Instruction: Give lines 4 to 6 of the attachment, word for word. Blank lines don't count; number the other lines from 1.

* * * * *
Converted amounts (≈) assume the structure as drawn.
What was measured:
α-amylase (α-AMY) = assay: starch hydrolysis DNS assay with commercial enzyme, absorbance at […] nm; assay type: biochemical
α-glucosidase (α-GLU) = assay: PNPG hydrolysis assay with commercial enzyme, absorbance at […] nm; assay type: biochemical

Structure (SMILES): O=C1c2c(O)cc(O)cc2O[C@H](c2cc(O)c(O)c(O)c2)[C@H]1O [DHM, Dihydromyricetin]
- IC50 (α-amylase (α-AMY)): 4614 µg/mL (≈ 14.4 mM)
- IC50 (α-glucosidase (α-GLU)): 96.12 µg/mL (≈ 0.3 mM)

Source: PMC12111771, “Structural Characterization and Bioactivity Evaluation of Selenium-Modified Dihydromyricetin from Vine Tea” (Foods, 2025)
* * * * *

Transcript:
α-glucosidase (α-GLU) = assay: PNPG hydrolysis assay with commercial enzyme, absorbance at […] nm; assay type: biochemical

Structure (SMILES): O=C1c2c(O)cc(O)cc2O[C@H](c2cc(O)c(O)c(O)c2)[C@H]1O [DHM, Dihydromyricetin]
- IC50 (α-amylase (α-AMY)): 4614 µg/mL (≈ 14.4 mM)